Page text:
Effects of cold eddy on phytoplankton production and assemblages in Luzon strait bordering the South China Sea
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- Chen, YL.L., Chen, HY., Lin, I.I. et al. J Oceanogr (2007) 63: 671. doi:10.1007/s10872-007-0059-9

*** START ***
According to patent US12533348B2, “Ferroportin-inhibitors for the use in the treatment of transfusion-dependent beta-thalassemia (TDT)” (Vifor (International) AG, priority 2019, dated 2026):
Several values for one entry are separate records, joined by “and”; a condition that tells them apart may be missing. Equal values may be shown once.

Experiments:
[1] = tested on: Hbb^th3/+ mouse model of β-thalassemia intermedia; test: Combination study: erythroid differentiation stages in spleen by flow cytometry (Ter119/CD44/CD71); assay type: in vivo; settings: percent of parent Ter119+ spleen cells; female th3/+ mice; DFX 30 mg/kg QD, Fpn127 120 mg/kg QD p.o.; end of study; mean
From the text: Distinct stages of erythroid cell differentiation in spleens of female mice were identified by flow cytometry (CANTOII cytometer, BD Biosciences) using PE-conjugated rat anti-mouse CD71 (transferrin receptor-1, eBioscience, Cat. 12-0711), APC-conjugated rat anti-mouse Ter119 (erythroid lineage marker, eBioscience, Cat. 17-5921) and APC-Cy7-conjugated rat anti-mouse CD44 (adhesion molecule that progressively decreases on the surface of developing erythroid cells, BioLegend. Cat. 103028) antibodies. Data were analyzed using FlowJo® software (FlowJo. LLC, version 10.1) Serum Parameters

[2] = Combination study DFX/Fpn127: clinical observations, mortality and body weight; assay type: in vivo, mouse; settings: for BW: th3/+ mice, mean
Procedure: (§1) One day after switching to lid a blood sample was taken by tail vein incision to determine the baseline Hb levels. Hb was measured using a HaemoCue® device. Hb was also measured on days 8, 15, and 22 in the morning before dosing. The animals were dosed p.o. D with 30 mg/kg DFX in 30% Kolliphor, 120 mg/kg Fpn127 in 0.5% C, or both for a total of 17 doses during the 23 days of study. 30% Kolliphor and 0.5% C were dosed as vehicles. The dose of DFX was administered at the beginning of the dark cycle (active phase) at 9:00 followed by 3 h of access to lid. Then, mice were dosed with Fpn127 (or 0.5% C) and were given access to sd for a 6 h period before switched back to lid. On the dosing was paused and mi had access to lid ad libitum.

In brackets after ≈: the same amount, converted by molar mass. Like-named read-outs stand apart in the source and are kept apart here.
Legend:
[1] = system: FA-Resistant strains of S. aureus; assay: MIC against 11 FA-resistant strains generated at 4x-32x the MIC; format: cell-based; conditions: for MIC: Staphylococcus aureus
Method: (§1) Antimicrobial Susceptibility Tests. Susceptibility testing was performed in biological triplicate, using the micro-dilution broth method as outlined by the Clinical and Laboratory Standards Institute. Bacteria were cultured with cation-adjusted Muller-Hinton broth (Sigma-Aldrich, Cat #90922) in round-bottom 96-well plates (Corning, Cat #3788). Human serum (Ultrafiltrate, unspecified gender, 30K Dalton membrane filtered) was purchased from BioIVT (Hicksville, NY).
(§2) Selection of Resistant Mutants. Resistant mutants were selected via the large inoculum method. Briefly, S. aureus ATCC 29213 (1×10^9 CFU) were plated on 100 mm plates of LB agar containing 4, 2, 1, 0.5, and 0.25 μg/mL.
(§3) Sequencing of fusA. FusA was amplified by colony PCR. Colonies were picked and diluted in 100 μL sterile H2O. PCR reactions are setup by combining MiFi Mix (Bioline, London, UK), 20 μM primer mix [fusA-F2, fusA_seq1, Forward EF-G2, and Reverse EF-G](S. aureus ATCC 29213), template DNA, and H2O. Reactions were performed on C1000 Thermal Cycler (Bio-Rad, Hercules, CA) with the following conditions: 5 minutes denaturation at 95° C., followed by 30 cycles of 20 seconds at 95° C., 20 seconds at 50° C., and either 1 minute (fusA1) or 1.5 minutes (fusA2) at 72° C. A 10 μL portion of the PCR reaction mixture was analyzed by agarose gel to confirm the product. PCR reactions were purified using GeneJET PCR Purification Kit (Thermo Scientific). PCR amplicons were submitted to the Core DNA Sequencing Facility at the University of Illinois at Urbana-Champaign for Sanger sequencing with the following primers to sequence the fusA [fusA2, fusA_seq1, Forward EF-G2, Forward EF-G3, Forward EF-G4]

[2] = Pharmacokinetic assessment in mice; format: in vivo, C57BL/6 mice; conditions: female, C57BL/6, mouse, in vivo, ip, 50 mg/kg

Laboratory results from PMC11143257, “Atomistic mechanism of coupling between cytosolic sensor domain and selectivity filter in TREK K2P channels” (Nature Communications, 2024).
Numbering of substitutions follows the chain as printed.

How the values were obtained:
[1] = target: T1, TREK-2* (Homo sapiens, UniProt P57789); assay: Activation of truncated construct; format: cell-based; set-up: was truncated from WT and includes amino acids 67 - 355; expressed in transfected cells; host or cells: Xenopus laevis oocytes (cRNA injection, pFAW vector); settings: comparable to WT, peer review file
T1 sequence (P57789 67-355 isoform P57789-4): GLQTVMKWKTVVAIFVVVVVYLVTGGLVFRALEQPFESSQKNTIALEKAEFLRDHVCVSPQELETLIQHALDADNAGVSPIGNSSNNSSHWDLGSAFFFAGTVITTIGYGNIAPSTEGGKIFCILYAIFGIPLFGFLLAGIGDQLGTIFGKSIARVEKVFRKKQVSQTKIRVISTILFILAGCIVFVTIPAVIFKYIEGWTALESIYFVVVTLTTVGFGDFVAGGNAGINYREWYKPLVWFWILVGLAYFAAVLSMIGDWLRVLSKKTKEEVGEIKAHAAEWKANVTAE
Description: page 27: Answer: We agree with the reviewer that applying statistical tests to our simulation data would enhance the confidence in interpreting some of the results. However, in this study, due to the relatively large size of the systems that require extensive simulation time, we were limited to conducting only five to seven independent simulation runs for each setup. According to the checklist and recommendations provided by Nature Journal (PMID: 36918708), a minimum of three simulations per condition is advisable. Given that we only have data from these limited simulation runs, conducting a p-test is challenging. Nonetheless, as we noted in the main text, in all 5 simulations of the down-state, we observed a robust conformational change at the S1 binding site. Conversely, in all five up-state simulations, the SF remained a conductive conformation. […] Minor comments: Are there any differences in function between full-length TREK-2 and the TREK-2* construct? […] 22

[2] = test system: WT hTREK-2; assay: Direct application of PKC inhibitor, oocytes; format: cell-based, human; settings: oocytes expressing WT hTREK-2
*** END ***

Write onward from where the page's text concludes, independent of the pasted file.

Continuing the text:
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The biochemical effects of a cold-core eddy that was shed from the Kuroshio Current at the Luzon Strait bordering the South China Sea (SCS) were studied in late spring, a relatively unproductive season in the SCS. The extent of the eddy was determined by time-series images of SeaWiFS ocean color, AVHRR sea surface temperature, and TOPEX/Jason-1 sea surface height anomaly. Nutrient budgets, nitrate-based new production, primary production, and phytoplankton assemblages were compared between the eddy and its surrounding Kuroshio and SCS waters. The enhanced productivity in the eddy was comparable to wintertime productivity in the SCS basin, which is supported by upwelled subsurface nitrate under the prevailing Northeastern Monsoon. There were more Synechococcus, pico-eucaryotes, and diatoms, but less Trichodesmium in the surface water inside the eddy than outside. Prochlorococcus and Richelia intracellularis showed no spatial differences. Water column-integrated primary production (IPP) inside the eddy was 2–3 times that outside the eddy in the SCS (1.09 vs. 0.59 g C m−2d−1), as was nitrate-based new production (INP) (0.67 vs. 0.25 g C m−2d−1). INP in the eddy was 6 times that in the Kuroshio (0.12 g C m−2d−1). IPP and INP in the eddy were higher than the maximum production values ever measured in the SCS basin. Surface chlorophyll a concentration (0.40 mg m−3) in the eddy equaled the maximum concentration registered for the SCS basin and was higher than the wintertime average (0.29 ± 0.04 mg m−3). INP was 3.5 times as great and IPP was doubled in the eddy compared to the wintertime SCS basin. As cold core eddies form intermittently all year round as the Kuroshio invades the SCS, their effects on phytoplankton productivity and assemblages are likely to have important influences on the biogeochemical cycle of the region.